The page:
Across the political and religious spectrum, Americans are rethinking the death penalty. Here are some reasons why:
Mistakes. In January 2012, Joe D'Ambrosio became the 140th person on death row in the U.S. to be exonerated since 1973. Addressing the issue of biased application, Supreme Court Justice William J. Brennan said in 1994 that "the death penalty is imposed not only in a freakish and discriminatory manner, but also in some cases upon defendants who are actually innocent."
Bias. In many death-penalty states, defendants are much more likely to be executed if their victim was white. Studies show that black defendants are more likely to receive the death penalty than others. And in death-penalty states, 98 percent of chief district attorneys are white and only 1 percent are African American.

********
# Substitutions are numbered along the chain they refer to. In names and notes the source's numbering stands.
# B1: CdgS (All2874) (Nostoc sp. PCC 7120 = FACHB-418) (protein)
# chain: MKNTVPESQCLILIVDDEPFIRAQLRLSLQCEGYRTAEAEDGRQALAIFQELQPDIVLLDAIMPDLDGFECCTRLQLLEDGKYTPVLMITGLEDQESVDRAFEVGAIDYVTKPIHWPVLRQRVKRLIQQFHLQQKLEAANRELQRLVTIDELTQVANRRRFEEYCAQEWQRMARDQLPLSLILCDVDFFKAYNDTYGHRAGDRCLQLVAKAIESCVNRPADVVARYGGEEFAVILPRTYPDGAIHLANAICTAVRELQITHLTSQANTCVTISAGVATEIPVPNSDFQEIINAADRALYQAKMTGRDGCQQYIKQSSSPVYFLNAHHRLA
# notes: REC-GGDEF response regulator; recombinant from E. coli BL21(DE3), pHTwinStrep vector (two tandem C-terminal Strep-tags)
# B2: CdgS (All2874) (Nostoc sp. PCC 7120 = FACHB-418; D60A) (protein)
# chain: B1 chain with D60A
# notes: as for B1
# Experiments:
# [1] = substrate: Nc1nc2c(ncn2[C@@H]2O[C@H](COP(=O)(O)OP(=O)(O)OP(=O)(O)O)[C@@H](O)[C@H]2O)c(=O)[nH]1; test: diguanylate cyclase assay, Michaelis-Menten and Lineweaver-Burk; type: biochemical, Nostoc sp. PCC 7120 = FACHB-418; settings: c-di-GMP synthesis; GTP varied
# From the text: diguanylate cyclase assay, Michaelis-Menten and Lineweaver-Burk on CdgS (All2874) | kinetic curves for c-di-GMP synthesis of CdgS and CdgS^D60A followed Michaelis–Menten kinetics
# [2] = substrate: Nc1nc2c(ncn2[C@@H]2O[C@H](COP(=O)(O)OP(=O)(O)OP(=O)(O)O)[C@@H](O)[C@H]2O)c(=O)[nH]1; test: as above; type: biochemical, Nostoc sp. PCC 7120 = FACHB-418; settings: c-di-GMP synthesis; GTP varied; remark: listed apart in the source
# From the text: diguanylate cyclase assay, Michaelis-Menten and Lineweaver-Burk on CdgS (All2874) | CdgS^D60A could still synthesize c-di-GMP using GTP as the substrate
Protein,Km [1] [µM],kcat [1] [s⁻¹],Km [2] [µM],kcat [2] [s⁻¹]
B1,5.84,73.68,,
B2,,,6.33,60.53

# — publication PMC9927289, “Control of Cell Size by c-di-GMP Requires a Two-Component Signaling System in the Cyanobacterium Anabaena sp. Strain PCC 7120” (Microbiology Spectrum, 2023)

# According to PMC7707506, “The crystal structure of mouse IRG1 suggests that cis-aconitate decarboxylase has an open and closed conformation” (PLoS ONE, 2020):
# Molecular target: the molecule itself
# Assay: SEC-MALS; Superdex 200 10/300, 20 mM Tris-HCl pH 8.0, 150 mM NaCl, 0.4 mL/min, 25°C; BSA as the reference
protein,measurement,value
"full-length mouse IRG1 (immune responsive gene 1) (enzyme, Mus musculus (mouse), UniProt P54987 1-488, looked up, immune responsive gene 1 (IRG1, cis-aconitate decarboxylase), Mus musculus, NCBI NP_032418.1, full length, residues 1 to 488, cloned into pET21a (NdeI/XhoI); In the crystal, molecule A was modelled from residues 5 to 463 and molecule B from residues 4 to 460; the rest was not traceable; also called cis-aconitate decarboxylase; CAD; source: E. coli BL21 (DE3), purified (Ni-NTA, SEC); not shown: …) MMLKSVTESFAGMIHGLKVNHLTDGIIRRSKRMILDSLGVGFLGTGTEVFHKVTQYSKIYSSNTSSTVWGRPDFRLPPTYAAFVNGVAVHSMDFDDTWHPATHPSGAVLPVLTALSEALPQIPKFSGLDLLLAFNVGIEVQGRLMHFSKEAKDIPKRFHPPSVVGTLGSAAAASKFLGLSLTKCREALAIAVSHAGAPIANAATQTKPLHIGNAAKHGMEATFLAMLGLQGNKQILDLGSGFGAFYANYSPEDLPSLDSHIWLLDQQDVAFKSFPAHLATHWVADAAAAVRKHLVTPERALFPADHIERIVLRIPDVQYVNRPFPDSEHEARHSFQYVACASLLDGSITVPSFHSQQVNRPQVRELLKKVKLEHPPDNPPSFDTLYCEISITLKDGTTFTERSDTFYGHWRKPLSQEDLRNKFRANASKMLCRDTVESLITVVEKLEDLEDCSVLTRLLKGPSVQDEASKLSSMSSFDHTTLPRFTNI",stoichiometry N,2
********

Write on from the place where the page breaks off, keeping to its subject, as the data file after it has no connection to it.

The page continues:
No deterrent. Study after study shows that capital punishment does not deter murder. The murder rate in states without the death penalty has remained consistently lower than the rates in states with capital punishment.
Cost. As Fox News famously reported in 2010, "Every time a killer is sentenced to die, a school closes." Studies in North Carolina show the state could save $11 million a year by substituting life in prison for death sentences.